A couple years ago, Columbia Pictures distributed Cloudy with a Chance of Meatballs 2, an animated feature about sentient food creatures. Now Columbia brings us Sausage Party, which is kind of like the latter film on bath salts. It might be a CGI animated flick, but Sausage Party shouldn’t be grouped together with Finding Dory and The Secret Life of Pets. This is a hard-R comedy that’s more in the tradition of Aqua Teen Hunger Force or Family Guy. As far as R-rated animated features go, the film doesn’t reach the same heights as South Park: Bigger, Longer & Uncut. However, it is much funnier and smarter than one would expect.
It might be a CGI animated flick, but Sausage Party shouldn’t be grouped together with Finding Dory and The Secret Life of Pets.
Most of the movie takes place in a supermarket inhabited by living food products. Each item is essentially a stereotype with a pun name. For example, Edward Norton voices the Jewish Sammy Bagel Jr., David Krumholtz voices a Middle Eastern lavash named Vash, and Salma Hayek voices a Spanish taco named Teresa. At the center of everything is Seth Rogen’s Frank, a sausage packed alongside Jonah Hill’s Carl and Michael Cera’s Barry. Frank wants nothing more than to stick himself inside his girlfriend Brenda, a sexy hotdog bun voiced by Kristen Wiig. Before Frank and Brenda can express their love, however, they must be taken to The Great Beyond.
The grocery items all worship humans as Gods. Being chosen to go home with a customer is their equivalent to the rapture. When Frank and his friends land in a shopping cart, they assume paradise awaits them. In reality, though, they’re all in store of an excruciating death. Frank thus embarks on a daring journey to discover the purpose of his existence.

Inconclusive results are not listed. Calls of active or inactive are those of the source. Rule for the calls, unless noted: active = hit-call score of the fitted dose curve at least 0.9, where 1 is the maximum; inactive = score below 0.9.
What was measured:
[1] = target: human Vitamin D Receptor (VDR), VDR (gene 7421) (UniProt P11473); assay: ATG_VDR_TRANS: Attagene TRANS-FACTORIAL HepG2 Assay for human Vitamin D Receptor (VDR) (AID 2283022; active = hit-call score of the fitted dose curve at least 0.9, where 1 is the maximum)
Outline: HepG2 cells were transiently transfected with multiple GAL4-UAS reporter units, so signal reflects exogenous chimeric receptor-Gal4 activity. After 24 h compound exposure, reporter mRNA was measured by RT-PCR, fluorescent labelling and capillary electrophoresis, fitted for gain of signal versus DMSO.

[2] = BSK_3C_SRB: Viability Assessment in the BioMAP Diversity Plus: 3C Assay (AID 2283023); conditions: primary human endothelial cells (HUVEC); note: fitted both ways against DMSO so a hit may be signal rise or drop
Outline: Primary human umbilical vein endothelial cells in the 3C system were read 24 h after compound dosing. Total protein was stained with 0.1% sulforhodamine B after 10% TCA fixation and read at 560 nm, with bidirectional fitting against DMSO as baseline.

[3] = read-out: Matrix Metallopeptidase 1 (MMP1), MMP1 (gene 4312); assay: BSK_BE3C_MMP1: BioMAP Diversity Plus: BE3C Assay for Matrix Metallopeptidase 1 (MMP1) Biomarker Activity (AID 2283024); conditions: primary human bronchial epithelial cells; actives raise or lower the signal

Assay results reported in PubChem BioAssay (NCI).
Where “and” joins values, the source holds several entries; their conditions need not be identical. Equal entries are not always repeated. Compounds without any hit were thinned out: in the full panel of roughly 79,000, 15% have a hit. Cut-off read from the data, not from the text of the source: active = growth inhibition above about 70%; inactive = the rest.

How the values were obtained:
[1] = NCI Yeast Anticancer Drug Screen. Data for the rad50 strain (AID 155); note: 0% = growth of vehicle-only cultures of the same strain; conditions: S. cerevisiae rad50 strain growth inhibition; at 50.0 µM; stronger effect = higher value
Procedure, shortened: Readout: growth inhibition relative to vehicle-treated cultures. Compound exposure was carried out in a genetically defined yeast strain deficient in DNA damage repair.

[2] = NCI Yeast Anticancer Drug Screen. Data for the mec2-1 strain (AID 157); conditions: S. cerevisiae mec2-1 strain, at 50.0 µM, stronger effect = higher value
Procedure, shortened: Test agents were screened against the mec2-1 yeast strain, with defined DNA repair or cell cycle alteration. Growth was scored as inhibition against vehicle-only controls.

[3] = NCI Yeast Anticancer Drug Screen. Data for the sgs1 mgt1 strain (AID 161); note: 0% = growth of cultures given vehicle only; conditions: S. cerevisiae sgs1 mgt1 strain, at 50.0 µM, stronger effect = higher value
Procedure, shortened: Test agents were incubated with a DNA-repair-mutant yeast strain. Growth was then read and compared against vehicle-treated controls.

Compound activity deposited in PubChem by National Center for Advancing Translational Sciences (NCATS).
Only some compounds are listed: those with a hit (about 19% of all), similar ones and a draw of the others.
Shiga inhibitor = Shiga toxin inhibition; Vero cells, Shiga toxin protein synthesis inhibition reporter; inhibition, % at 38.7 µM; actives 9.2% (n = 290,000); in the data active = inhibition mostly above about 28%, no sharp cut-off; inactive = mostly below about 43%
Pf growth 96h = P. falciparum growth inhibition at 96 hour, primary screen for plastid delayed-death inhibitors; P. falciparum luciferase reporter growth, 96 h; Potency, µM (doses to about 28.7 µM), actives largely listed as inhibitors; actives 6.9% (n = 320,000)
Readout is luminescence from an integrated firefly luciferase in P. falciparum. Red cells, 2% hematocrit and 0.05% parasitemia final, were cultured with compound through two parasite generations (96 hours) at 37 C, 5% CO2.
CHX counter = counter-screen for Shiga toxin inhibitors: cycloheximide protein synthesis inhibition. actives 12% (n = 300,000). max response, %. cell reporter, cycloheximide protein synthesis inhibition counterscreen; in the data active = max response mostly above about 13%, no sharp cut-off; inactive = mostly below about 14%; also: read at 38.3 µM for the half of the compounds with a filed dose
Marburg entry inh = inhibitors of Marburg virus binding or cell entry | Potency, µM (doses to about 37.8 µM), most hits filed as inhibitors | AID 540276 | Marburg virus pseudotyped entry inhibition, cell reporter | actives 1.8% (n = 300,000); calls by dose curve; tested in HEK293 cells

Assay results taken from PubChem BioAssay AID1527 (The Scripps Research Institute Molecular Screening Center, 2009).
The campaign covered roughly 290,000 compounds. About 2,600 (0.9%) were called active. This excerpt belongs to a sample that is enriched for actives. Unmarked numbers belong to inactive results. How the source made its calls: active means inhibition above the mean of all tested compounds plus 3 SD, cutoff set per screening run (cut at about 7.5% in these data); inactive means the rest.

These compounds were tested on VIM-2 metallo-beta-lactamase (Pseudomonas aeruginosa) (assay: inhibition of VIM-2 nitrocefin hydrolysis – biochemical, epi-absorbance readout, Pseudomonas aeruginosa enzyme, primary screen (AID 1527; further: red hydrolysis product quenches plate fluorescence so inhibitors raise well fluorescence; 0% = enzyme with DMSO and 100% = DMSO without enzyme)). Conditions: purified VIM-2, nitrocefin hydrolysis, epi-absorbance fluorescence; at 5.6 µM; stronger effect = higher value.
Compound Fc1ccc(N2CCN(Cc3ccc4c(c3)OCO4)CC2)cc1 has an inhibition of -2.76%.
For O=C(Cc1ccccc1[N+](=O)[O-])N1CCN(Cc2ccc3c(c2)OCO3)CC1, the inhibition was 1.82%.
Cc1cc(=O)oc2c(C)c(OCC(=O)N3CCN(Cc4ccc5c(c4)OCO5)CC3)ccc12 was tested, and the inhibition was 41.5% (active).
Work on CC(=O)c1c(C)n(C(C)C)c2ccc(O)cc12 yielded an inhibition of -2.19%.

Sausage Party actually provides a surprisingly clever commentary about religion that parallels our own world. Instead of a religious text, the food products abide by a sacred song, which was composed by Alan Menken of all people. Although everyone else is quick to accept the song’s teachings, Frank feels that he needs evidence to believe. On his quest for answers, he finds that the song isn’t all that it’s cracked up to be. The question is if the others are better off knowing the shocking truth or remaining in the dark.
Sausage Party actually provides a surprisingly clever commentary about religion that parallels our own world.
The film additionally tackles everything from racial tensions to homophobia. The screenwriters even manage to work in a steroid subplot revolving around a character named Douche, played Nick Kroll – who coincidentally played another douche on Parks and Recreation. Of course the movie’s primary focus is to poke fun at other CGI animated features, such as Toy Story, The Lego Movie, and Wreck-It Ralph. Sausage Party has no shortage of sharp visual gags and one-liners, although a couple sequences admittedly drag a bit. The foul language can also get gratuitous after awhile. Then again, if you’re going to make an R-rated animated movie, why not go all out with f-bomb after f-bomb? And to think, one of the film’s directors is best known for his work on Thomas & Friends!
Sausage Party ultimately delivers enough profanity, violence, and sex to appease its target audience. At the same time, the filmmakers still work in a great deal of wit and creativity. Granted, a movie like this probably isn’t going to satisfy everyone’s appetite, especially if they go in sober. Even if Sausage Party isn’t your cut of tea, though, at least we can all agree that it’s better than Foodfight.